Montana residents, ARCO settle longtime contamination suit

June 8, 2021 GMT

BUTTE, Mont. (AP) — A civil lawsuit between Montana residents and an oil company that dragged on for more than a decade has ended quietly after a judge dismissed the case as a result of a settlement agreement.

District Court Judge Katherine Bidegaray referenced a settlement between state residents and the Atlantic Richfield Co. but provided no details of the agreement, The Montana Standard reported. A motion to dismiss the case was filed jointly, she said.

The lawsuit was initially filed against ARCO in April 2008 by 98 people living in the cities of Opportunity and Crackerville, near Butte and about 70 miles (112 kilometers) southwest of Helena. It alleged that smelter waste was contaminating the rural communities’ soils and threating residents’ wells and claimed common law trespass, nuisance and strict liability against ARCO.


The residents sought restoration damages to pay for a more thorough cleanup than what was planned by ARCO under the federal Superfund law, also known as the Comprehensive Environmental Response, Compensation and Liability Act of 1980.

Lawyer Mark Kovacich and his firm, Odegaard Kovacich Snipes, and lawyers from a Bozeman firm represented the residents. Kovacich declined to comment on the settlement terms because they are confidential.

The case traveled through state and federal courts since it was first filed, including through the U.S. Supreme Court in 2019, before concluding in a state district court.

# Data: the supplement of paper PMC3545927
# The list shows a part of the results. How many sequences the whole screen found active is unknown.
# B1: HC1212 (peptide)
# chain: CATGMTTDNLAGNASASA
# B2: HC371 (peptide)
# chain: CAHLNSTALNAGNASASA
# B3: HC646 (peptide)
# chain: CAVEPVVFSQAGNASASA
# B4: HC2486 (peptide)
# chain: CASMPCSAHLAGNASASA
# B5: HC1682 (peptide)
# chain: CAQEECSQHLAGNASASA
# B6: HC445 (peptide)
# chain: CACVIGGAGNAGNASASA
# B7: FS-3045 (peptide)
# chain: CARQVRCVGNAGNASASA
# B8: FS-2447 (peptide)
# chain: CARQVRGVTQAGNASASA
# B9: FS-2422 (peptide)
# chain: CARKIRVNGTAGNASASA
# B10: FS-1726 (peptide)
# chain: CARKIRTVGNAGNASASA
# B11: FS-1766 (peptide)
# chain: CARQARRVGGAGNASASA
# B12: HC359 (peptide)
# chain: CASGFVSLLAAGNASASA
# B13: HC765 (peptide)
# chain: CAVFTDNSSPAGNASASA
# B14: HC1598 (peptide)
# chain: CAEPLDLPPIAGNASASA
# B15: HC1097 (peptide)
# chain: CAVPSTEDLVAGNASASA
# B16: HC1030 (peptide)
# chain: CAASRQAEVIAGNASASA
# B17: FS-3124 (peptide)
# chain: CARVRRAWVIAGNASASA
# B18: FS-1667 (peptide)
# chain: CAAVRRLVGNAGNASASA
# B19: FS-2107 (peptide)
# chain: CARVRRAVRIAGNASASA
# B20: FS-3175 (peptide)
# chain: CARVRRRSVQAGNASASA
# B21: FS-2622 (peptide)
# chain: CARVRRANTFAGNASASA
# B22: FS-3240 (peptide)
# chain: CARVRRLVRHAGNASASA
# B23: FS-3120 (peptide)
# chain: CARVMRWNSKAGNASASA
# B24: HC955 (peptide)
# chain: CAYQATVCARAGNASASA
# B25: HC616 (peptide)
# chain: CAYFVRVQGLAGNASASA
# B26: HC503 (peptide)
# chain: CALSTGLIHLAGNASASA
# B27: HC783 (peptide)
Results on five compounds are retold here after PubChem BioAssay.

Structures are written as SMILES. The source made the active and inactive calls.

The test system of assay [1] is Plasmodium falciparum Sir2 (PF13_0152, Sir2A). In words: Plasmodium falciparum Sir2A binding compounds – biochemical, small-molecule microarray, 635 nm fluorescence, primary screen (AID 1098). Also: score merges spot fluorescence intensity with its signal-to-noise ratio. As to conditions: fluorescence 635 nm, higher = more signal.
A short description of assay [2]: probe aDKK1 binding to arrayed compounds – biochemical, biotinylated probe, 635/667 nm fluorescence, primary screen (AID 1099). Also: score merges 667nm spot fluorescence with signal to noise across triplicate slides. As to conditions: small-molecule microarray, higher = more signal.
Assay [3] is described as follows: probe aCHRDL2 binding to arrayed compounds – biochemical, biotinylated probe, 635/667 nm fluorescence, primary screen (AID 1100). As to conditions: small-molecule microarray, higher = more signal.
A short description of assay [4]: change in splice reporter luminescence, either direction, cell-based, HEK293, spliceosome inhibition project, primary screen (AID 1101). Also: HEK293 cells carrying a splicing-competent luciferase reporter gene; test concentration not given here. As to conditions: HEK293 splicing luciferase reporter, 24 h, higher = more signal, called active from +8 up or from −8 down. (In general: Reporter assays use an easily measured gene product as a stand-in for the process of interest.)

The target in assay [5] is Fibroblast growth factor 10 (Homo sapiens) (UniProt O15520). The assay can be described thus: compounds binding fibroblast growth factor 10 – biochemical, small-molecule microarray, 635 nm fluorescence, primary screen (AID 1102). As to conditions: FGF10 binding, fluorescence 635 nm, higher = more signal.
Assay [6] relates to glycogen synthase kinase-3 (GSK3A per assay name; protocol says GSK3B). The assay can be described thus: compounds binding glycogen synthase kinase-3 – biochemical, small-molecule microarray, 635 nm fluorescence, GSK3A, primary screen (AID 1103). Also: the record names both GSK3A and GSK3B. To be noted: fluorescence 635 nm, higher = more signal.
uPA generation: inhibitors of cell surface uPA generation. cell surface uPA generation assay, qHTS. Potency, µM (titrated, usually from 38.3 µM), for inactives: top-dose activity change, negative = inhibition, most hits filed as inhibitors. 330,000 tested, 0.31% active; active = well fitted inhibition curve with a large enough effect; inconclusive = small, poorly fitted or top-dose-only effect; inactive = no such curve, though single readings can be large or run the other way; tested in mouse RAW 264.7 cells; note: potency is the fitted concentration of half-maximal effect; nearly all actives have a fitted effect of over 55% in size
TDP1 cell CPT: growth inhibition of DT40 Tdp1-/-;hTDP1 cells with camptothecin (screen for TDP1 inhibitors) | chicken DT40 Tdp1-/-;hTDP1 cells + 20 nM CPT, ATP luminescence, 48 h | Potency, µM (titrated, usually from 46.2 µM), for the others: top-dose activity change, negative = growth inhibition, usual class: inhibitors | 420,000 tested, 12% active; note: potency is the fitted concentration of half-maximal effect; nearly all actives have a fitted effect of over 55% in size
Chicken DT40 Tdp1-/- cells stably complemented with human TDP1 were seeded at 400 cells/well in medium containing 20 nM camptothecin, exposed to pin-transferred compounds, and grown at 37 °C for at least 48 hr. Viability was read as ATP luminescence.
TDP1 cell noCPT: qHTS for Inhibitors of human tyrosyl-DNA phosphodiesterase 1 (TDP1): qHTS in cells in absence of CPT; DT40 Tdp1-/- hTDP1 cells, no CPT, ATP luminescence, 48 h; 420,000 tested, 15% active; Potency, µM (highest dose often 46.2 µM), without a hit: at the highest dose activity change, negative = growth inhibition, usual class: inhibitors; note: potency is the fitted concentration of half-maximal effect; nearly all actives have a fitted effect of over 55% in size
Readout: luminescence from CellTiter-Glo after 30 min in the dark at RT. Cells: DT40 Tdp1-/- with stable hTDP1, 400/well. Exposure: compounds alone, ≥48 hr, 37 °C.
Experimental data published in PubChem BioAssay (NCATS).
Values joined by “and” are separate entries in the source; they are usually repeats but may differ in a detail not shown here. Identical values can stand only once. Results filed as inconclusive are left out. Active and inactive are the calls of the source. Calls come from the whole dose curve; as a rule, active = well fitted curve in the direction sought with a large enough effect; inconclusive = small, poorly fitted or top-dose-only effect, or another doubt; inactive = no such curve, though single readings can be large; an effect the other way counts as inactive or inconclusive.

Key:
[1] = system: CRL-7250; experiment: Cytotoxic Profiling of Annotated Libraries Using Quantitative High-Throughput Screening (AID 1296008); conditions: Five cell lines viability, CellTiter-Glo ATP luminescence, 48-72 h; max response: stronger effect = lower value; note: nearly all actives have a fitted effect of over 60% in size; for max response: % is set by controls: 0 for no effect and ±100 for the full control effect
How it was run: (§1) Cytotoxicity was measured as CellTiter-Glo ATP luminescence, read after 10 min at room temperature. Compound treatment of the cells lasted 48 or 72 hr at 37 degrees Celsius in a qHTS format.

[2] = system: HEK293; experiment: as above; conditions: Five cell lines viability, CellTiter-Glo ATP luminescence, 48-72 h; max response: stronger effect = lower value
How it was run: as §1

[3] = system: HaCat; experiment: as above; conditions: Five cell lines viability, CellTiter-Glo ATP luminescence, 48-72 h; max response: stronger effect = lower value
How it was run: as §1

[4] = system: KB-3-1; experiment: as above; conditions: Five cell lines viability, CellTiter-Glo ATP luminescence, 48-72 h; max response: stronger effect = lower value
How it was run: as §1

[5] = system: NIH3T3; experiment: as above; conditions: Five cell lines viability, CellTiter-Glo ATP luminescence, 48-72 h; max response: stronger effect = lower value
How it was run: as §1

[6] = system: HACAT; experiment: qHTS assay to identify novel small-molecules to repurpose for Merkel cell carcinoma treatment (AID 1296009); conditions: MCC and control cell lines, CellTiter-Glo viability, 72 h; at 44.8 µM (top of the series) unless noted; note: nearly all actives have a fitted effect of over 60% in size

“It’s been 13 years,” said Serge Myers, a 76-year-old resident of Opportunity, who worked at the smelter for 16 years. “It’s been a long haul. We did the best we could. Our lawyers did the best they could.”

Neither John Davis, a lawyer who represented ARCO, nor two company employees familiar with the Anaconda Co. Smelter site were immediately available to comment on the case or settlement.

Charlie Coleman, the Environmental Protection Agency’s remedial project manager for the site, said testing and cleanup continues in the rural area. The EPA has said it hopes to complete remedial construction activities on the smelter site by December 2025.

Copper King Marcus Daly and the Anaconda Copper Mining Co. began smelting copper ore from Butte in the 1880s, The Montana Standard reported. Around 1902, ore processing and smelting operations began at the Washoe Smelter, which was designed to disperse smoke from the smelter to try to reduce pollution.

In 1977, ARCO purchased the Anaconda Co. and inherited vast lands polluted with arsenic, lead, copper, cadmium and zinc from ore-processing operations and stack emissions. Later, under the federal Superfund law, ARCO became retroactively liable for that contamination.